17. Take a really stunning photo – i.e. more photography in general!
18. Frame my favorite photos – I have so many awesome pictures from my travels, and I always said I would frame my favorites when I moved into a house/apartment. I just need to do it, even if I don’t move this year.
19. Go to a Longhorn football game – never been as an alumna!
20. Make intentional phone calls to long distance friends – I have so many really, really good friends and unfortunately, a lot of them live far away. I want to make sure I keep them in my life by calling and writing regularly, so I’ll probably set aside one day a week to make sure I do this.
21. Go to the movies by myself – The last time I did this was three years ago when HP8 came out and I was working in Houston for the summer. I enjoy doing things alone, so I want to do this again.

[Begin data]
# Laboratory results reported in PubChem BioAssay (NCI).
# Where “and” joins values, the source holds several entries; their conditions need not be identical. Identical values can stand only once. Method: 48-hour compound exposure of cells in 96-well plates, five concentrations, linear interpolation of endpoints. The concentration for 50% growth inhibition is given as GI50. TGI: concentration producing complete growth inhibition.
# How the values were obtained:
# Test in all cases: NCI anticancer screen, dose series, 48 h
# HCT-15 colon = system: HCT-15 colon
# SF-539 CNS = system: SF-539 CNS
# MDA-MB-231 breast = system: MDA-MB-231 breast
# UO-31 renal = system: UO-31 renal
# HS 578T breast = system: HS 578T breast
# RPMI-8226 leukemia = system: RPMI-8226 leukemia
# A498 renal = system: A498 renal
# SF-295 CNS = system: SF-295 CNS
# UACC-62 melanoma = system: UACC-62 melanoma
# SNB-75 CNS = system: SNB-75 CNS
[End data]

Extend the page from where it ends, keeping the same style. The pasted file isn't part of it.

22. Reduce soda consumption to 1-2 per week – I know I should cut soda out entirely, but this is a realistic baby step in that direction. Hopefully by 2016 I can finally stop drinking soda altogether!
23. Get rid of road rage  – ya, I have road rage… I think it developed when I lived overseas (driving is so much more aggressive in many countries). I figured it would subside after I lived in the States longer, but oops… it didn’t. Time to re-learn some patience in driving.
24. Open a Roth IRA – I have several other financial goals like this, but I probably can’t realistically achieve them unless my finances change (read: unless I get a raise). But if my finances do change somehow, one of my goals is to get started on things like opening an IRA and finishing off my student loan payments.

I feel pretty good about this list and I look forward to chipping away at it this year.

Do you have any goals for your current year of life? What should I add as a bonus goal? Wanna join me in some of these?

those 23 things